A DISPUTE over a road which could have caused a lengthy delay costing millions to the New Eastern Village development has been won Swindon Borough Council. For now.

The row, settled in the High Court, was between the local authority and DB Symmetry. The warehousing company owns Symmetry Park, just off the A420 road to Oxford near Gablecross police station, and wanted to keep the road running through the site as private for its own contractors and employees.

The council said it had given permission for the industrial development with the condition that it could be used as a “fully-functioning highway” and make up part of the road network serving the 8,000 homes which are to be built in the massive expansion of Swindon.

In January, after an appeal by DB Symmetry, planning inspector Wendy McKay ruled in the private company’s favour – saying planning conditions simply meant that the road should be properly made to carry traffic “whether private or public. It does not require the roads to be made available to the public”.

At the time the council said it might take the matter to a higher court.

It did so and has emerged triumphant.

In the High Court judge Geraldine Andrews said: “The planning condition is designed to ensure that the envisaged means of access to, from and over the site linking the A420, in particular, and other exterior roads to the wider New Eastern Villages is of an adequate standard, and what the council has required the developer to provide in this context are highways, ie public roads, that are fully functional for public use because they have been constructed to the specified standard prior to occupation and first use of the units which they will serve within the site.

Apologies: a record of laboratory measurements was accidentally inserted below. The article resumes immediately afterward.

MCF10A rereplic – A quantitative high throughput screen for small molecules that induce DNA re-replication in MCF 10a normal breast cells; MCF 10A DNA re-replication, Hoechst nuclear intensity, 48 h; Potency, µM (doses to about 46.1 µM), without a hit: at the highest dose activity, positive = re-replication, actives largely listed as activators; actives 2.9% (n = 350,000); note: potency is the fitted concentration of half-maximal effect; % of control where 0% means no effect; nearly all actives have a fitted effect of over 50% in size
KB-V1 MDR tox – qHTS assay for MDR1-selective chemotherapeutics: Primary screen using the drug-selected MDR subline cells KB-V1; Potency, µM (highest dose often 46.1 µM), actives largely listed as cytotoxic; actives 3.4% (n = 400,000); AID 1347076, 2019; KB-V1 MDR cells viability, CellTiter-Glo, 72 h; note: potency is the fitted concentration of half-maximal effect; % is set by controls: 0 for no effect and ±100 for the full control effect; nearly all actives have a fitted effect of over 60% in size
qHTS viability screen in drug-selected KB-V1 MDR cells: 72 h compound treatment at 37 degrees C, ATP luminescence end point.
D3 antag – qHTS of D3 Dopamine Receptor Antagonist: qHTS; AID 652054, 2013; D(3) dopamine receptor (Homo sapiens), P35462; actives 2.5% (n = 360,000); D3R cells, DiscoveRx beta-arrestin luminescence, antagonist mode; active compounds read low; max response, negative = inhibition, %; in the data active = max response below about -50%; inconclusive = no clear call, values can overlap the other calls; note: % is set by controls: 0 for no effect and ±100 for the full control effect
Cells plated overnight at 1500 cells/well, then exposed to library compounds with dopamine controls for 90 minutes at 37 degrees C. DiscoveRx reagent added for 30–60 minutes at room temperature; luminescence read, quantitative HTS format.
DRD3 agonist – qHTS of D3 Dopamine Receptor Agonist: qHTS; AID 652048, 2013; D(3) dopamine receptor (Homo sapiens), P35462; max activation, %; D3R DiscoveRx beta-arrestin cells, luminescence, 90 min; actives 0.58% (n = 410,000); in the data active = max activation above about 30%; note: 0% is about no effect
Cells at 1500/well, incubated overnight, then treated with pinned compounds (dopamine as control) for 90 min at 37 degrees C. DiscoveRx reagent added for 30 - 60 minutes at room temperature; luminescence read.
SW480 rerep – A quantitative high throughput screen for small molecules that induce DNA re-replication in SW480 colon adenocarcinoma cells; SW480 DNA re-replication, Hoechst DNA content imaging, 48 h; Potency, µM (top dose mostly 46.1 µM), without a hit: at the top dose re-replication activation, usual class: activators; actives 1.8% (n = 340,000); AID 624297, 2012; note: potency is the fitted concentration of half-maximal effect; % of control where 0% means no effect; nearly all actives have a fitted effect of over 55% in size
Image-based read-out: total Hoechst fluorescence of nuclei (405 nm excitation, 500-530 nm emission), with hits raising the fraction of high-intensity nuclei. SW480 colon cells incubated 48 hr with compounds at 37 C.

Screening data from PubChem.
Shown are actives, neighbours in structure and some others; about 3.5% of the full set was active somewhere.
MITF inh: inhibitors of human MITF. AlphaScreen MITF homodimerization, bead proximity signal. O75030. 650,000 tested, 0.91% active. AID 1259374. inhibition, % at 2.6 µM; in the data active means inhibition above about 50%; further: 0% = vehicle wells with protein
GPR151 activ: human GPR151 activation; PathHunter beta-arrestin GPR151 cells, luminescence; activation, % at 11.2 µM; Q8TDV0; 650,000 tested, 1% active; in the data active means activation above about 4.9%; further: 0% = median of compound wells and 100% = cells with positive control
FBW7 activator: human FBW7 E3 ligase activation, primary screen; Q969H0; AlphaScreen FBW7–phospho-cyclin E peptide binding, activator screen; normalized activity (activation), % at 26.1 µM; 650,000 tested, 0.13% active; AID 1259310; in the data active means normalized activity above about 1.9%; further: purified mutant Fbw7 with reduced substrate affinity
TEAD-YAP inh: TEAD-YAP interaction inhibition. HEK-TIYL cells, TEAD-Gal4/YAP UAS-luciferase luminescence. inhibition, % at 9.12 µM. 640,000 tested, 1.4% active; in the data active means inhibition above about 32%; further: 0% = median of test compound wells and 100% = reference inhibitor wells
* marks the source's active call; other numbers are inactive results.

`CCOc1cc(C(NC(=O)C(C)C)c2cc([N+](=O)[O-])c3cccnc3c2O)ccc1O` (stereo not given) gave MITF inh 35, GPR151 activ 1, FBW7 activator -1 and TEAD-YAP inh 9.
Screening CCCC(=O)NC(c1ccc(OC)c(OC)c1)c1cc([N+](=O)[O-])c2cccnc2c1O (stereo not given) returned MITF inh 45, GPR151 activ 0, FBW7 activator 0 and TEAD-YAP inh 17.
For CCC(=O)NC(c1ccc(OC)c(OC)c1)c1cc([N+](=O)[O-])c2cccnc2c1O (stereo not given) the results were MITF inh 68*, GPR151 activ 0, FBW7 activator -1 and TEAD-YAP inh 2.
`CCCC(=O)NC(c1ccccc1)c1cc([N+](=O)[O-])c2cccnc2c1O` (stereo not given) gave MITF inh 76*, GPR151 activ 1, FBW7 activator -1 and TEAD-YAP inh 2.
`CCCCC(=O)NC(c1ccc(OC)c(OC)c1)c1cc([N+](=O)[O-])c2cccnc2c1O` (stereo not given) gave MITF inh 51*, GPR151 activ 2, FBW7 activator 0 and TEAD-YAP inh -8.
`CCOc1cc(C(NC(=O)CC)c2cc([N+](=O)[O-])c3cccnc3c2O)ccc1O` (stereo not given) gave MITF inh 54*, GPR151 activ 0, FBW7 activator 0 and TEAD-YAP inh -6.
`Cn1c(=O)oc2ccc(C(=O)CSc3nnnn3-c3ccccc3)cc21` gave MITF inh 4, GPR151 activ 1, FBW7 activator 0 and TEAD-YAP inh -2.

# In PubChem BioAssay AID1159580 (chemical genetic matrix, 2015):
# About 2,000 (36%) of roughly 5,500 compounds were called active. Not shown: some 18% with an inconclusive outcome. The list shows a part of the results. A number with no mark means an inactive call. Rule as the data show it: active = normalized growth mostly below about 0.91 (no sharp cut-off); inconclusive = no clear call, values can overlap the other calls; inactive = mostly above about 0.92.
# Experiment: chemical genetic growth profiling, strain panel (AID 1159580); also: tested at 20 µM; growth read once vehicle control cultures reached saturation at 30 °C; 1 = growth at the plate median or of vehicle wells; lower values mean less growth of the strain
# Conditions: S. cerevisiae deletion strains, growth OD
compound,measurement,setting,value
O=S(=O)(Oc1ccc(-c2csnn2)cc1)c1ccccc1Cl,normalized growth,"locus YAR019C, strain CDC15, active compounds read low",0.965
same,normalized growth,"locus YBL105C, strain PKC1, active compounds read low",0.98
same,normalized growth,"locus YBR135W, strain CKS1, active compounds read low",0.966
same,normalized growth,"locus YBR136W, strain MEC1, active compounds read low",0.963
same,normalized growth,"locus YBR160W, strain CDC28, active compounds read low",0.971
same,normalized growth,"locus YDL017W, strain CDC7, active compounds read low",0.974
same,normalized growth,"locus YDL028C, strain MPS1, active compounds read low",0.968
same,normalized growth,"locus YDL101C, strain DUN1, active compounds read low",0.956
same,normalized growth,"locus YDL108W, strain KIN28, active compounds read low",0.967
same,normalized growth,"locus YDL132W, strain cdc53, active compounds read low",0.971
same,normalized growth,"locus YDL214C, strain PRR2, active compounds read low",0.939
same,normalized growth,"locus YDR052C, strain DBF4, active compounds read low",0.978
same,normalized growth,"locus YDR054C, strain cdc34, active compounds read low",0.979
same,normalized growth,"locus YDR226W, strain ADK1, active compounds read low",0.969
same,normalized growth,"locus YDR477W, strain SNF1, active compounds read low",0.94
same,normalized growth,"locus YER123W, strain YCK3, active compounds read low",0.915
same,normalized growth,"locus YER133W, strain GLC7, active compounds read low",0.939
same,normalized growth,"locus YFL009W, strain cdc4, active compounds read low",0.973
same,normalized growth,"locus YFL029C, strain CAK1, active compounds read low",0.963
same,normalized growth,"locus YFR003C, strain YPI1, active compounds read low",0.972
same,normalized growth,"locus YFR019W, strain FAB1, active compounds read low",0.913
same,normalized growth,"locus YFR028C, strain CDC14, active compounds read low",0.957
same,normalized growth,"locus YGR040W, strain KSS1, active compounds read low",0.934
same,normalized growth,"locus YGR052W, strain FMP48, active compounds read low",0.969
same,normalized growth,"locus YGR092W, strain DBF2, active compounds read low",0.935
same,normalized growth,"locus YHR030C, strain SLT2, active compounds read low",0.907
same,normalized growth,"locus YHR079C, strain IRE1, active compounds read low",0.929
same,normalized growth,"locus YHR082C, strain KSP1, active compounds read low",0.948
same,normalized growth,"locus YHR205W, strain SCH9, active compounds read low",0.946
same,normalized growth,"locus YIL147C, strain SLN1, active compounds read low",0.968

“The word ‘highway’ in the condition would be understood by the informed reader to bear its usual meaning. That is what the access roads were intended to be.

"It is not being used in this context either as a synonym for ‘road’ or to describe the part of a road used by vehicles rather than pedestrians.”

The council’s cabinet member for corporate services, Keith Williams, told the scrutiny committee: “The legal services team have been successful in defending a judicial review of a challenge in respect of a planning decision for New Eastern Villages.

“ If that defence had not been successful this would have meant significant delays to that project and additional costs running into millions.”

His colleague Gary Sumner, the cabinet member for strategic planning, said: “We are delighted with the outcome of the High Court proceedings which established the principle of the access to the New Eastern Villages and awarded costs to the council.

“The New Eastern Villages is an 8,000-home development with a range of access points formed as part of a comprehensive planning strategy, and it was this principle of open access we sought to protect.

“As there are still outstanding legal matters, it would not be appropriate to comment further at this time.”

Work is soon to start on a £72 million project to build and improve roads to service the new villages, before houses are built there.

The first part of the scheme will be to increase capacity and install lights at the White Hart Roundabout, and work will start in October.

An entirely new road running 1.5 miles from South Marston to the Commonhead roundabout will be constructed to give the development easy access to the A419 and M4 and areas south of Swindon.